Personally, I would like to see some building regulations relaxed, allowing more people to live in Tiny Homes on their own land; allowing more people to build with things like cob and straw bales; allowing some of the alternatives for waste disposal and energy production -- yes, some of those things are allowed but not on most urban or suburban lots.  I think there are too many restrictions on the size of homes allowed -- I've been browsing, as we may be moving in a year or two and I'm trying to get an idea of where we want to move to, and I came across a lot where houses built have to be at least 1,600 s.f.  That's outrageous!  I can understand the ones that require 400 s.f., though it's possible to live in a smaller house, as the Tiny House movement has proved.  But 1,600 s.f., while not necessarily too big a house for some families, is far bigger than most of us need.  It's a sorting tool, I think, to make sure all the neighbors are in similar economic strata.  Building codes have certain minimum sizes of rooms allowed in new construction, and that makes it difficult to reduce house size to a level affordable for people who have really small incomes (I did have an architect inform me once that you can't build a house to code in less than 400 s.f.; he was wrong.  But it is difficult).  And then there are all the permit fees -- some places hardly have any, but others, like California, add an enormous amount to the cost of a house with all of their fees.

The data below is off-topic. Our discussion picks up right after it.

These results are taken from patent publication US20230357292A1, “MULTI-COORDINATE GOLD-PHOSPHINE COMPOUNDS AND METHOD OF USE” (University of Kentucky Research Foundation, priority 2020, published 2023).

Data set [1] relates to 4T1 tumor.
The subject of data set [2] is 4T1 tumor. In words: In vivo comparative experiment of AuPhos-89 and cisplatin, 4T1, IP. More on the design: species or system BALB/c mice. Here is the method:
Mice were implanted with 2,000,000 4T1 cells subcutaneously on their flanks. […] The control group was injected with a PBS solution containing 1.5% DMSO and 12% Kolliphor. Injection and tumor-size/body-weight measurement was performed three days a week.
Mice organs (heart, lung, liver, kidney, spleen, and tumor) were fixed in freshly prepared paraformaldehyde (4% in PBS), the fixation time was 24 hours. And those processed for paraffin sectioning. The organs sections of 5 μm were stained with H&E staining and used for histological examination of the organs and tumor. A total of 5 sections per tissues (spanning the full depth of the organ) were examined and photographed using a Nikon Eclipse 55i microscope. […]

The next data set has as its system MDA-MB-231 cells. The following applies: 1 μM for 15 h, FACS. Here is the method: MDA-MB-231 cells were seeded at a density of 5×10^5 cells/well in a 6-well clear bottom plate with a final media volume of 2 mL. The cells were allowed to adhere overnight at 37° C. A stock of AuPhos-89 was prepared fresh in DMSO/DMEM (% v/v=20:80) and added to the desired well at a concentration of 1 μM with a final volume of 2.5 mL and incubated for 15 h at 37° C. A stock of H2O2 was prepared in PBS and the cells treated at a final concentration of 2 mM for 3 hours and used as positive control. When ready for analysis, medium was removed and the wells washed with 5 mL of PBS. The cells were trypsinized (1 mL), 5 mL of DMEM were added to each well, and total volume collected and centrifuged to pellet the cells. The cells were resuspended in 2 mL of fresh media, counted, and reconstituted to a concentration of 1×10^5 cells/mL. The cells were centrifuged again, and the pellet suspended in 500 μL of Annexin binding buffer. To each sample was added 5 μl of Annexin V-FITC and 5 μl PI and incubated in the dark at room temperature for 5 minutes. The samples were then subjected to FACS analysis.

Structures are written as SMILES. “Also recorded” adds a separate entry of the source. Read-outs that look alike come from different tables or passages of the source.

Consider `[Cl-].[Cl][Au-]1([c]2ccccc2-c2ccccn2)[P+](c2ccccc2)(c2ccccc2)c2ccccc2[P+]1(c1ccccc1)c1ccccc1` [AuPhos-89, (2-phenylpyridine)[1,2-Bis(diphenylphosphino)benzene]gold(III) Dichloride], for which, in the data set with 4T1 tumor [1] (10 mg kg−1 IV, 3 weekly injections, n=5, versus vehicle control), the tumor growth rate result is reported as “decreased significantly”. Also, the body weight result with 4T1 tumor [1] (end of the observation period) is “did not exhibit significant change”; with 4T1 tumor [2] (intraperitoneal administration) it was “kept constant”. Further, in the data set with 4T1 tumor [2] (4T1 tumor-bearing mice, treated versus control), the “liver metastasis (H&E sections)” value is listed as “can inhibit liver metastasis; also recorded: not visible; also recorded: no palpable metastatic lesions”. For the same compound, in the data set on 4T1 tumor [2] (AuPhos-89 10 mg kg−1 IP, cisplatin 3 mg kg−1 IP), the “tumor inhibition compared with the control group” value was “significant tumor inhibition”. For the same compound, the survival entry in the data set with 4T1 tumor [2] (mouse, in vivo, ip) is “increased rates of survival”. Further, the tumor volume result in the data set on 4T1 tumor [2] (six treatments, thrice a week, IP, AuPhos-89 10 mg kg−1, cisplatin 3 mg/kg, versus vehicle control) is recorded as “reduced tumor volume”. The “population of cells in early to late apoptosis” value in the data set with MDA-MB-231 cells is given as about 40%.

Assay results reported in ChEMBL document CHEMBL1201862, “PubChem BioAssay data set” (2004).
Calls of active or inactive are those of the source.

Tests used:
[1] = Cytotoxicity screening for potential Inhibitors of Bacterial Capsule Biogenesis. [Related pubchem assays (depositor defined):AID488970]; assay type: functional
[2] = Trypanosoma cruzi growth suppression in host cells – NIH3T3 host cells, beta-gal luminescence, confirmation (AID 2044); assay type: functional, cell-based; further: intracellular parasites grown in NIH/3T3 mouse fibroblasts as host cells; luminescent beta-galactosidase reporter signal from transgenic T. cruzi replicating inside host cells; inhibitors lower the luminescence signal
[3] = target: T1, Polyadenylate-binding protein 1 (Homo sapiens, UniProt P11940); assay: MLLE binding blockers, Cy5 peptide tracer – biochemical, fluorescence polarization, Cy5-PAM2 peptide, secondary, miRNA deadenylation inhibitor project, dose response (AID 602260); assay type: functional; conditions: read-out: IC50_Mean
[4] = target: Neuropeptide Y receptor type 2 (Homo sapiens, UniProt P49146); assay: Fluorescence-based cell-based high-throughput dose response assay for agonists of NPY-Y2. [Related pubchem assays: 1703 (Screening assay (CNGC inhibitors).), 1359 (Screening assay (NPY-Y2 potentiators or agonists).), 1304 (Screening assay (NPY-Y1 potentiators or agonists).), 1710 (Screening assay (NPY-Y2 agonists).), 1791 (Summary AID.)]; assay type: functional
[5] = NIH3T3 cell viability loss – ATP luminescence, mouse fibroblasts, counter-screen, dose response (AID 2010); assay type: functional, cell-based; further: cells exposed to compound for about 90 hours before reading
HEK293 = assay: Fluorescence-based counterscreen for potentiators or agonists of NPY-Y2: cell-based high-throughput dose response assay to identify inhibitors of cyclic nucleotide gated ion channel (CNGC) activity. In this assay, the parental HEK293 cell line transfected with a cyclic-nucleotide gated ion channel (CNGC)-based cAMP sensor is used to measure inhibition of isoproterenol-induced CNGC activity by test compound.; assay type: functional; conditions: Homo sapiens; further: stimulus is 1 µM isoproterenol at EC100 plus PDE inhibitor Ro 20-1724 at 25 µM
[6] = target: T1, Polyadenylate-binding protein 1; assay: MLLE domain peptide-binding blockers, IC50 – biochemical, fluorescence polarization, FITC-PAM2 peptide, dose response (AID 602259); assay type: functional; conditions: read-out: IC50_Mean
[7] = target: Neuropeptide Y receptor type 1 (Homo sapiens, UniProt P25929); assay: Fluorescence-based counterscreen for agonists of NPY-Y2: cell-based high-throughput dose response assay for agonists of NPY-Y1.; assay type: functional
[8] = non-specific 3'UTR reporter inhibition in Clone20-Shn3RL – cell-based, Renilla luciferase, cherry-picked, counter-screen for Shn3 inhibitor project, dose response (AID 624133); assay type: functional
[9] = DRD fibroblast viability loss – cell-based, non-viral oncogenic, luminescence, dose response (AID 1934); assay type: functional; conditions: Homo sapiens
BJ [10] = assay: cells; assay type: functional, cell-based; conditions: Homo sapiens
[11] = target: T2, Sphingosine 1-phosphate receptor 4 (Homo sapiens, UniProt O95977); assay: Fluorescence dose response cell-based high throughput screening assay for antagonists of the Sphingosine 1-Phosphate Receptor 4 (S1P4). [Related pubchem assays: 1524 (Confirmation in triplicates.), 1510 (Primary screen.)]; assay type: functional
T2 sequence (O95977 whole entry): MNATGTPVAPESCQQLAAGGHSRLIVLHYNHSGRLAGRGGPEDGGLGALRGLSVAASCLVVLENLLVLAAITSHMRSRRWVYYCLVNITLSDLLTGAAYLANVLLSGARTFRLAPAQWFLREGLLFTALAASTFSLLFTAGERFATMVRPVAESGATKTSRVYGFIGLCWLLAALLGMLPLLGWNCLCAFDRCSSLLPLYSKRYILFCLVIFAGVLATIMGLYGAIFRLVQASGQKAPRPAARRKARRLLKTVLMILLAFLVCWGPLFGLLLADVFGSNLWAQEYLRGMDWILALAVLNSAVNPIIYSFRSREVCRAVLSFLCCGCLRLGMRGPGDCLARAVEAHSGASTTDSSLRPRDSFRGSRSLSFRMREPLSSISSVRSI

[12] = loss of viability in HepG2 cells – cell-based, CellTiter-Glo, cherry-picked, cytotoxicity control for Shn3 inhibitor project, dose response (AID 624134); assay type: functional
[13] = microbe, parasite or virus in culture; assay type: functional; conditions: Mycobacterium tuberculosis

Another thing that should be addressed when talking about affordable housing is property taxes.  If a person is low-income, on a fixed income, and their property taxes are huge (and constantly rising), how are they supposed to manage that?  Property taxes are one of the biggest things I take into account when looking at an area.  You have to take some other things into account, too.  Before we moved here to Kentucky, we lived in an area of Eastern Oregon where it was about 45 miles to town (nearly an hour's drive).  Land was cheap there because there weren't very many jobs, and in a lot of the area wells had to be really deep.  Many people haul water in tanks in the back of their trucks.  A lot of people on fixed incomes have bought land there -- you can still get a couple of acres for under $10,000, sometimes quite a bit under.  But then they are an hour away from the grocery stores, gas stations, and everything else.  With care, they manage, but sometimes they end up becoming a burden on the community because their car breaks down, or their health deteriorates and they can't drive anymore.  There are a lot of good folks in that area, and they take care of each other, but it's probably not the ideal 'affordable housing' example, even though people are living in small cabins and RV's (and sometimes in their car).  Affordable access to necessary services has to be taken into account, too.

 
Seriously? That's what you're going with? I prefer this tiny ad:
Rocket Mass Heater Plans - now free for a while
https://permies.com/goodies/7/rmhplans